The U.S. Environmental Protection Agency, joined by the Coalition for Responsible Transportation and the Environmental Defense Fund, is launching a new initiative to reduce pollution from short-haul trucks that service the nation's ports.

The new EPA SmartWay initiative is to reduce diesel emissions from drayage trucks used in port facilities to haul freight from cargo ships (typically in intermodal containers) to nearby local distribution points. 

Many of the dray trucks today are older and produce more emissions than trucks used on highways, says EPA. Model year 1994 and older dray trucks emit approximately 60 times more fine particle, PM 2.5, emissions than model year 2007 and newer trucks. PM 2.5 is linked to premature deaths, heart attacks, childhood asthma and increased emergency room and hospital visits.

Under the SmartWay dray truck initiative, carriers sign an agreement with EPA to track and reduce PM 2.5 emissions by 50% and nitrogen oxides, NOx, emissions by 25% below the industry average over a three year period.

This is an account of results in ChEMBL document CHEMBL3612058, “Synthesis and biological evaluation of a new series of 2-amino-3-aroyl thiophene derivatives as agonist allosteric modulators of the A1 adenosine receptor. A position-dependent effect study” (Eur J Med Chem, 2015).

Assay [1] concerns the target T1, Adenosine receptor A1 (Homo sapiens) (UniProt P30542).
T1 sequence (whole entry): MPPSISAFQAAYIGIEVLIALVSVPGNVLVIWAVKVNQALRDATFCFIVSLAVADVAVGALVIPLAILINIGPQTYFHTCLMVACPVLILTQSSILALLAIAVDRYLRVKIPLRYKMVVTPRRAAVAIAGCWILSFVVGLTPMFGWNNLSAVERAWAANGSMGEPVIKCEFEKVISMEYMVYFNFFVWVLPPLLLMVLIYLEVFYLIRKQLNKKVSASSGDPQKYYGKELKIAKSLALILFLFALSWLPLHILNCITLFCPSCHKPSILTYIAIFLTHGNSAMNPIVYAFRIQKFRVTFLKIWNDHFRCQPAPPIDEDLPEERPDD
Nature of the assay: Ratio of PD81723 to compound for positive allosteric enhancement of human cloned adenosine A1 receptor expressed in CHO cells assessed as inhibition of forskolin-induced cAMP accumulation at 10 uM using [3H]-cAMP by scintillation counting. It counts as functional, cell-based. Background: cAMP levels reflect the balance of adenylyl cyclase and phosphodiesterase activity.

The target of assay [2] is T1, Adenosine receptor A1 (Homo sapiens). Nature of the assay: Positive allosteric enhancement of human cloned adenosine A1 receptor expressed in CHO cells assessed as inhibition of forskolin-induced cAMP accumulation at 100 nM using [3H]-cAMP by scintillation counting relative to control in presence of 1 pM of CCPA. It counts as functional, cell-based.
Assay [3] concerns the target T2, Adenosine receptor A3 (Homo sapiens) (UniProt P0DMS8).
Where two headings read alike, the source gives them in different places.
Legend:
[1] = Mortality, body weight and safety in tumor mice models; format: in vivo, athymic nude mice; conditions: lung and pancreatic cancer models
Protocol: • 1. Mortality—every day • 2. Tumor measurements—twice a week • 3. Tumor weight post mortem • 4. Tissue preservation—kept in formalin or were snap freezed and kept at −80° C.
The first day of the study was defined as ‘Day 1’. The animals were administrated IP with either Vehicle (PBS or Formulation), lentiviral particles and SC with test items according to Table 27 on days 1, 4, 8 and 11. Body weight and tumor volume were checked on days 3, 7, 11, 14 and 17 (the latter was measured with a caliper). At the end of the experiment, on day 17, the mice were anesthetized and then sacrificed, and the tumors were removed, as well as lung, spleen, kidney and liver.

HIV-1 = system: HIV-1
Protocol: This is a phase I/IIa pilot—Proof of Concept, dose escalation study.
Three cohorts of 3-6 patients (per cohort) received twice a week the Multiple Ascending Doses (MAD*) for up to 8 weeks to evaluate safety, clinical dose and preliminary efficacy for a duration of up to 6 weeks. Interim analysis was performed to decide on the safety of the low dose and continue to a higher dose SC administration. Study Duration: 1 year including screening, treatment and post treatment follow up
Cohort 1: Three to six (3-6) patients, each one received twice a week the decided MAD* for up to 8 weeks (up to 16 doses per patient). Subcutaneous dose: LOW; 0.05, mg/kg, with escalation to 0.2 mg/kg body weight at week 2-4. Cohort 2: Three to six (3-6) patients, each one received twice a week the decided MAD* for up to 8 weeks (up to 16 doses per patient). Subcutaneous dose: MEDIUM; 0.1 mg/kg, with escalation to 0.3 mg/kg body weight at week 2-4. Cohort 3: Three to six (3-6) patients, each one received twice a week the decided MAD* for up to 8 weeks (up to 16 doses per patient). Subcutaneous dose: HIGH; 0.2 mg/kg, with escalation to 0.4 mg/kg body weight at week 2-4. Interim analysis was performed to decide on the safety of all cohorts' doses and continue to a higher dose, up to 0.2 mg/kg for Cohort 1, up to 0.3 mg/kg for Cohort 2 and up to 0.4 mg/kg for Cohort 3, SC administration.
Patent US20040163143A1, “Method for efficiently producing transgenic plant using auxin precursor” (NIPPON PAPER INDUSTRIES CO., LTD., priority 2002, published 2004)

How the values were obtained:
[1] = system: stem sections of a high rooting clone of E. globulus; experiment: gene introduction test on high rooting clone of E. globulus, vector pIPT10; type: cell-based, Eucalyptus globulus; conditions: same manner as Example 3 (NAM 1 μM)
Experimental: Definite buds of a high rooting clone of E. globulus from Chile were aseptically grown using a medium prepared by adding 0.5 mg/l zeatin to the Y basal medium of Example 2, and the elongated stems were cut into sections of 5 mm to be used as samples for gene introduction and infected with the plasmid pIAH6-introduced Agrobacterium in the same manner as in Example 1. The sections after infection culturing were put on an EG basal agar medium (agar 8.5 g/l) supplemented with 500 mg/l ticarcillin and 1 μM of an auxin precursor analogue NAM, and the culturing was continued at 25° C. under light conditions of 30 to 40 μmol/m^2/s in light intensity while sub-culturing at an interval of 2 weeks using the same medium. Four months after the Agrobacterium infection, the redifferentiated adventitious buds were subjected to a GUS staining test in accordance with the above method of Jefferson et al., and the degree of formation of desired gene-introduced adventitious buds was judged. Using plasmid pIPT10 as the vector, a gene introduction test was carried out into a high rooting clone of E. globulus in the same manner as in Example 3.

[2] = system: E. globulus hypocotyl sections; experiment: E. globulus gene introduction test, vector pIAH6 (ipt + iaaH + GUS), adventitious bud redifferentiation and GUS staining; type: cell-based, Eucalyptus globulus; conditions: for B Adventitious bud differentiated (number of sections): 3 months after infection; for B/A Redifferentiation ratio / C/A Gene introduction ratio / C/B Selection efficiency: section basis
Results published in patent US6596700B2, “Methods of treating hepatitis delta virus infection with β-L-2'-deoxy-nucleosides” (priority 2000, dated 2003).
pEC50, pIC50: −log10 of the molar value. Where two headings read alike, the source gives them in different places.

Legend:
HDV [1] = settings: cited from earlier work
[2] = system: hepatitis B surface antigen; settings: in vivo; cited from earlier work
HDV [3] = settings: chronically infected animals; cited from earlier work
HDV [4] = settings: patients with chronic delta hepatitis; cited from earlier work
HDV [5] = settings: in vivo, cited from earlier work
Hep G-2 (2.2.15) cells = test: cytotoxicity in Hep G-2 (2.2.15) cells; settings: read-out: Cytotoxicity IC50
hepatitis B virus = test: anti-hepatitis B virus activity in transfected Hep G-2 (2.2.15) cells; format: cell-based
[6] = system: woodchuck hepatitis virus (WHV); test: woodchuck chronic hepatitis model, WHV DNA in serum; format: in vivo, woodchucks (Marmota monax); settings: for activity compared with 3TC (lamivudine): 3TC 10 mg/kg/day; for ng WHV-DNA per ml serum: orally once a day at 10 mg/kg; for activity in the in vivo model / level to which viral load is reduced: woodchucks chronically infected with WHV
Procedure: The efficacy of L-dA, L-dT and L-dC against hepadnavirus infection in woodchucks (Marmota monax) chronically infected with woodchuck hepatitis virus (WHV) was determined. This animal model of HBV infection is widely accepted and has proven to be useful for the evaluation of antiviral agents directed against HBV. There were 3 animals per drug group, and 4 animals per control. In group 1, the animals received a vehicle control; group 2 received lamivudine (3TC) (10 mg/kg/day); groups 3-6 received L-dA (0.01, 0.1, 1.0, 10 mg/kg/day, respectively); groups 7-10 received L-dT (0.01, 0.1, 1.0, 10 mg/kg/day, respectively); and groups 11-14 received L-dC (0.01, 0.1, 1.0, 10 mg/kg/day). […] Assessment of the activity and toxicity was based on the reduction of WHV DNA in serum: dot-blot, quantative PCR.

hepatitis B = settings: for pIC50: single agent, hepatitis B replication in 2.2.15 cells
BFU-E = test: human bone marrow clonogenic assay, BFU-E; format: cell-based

In addition, SmartWay dray shipper partners will commit to use the cleaner trucks to haul 75% or more of port freight. Charter shipper partners in the program include Best Buy, The Home Depot, Hewlett Packard, JC Penney, Lowe's, Nike, Target and Walmart. 

The American Trucking Associations enthusiastically supported the program.

"It is a very good reasonable program, an extension of what they have been doing in the broader longhaul trucking," said Curtis Whalen, executive director of ATA's Intermodal Motor Carriers Conference, adding that intermodal has been the fastest growing mode the past few years.

The SmartWay Drayage Program is based on the SmartWay Transport Partnership, a collaboration between U.S. Environmental Protection Agency and goods movement stakeholders, which provides a framework to assess transportation-related emissions and energy efficiency, and recognize superior environmental performance.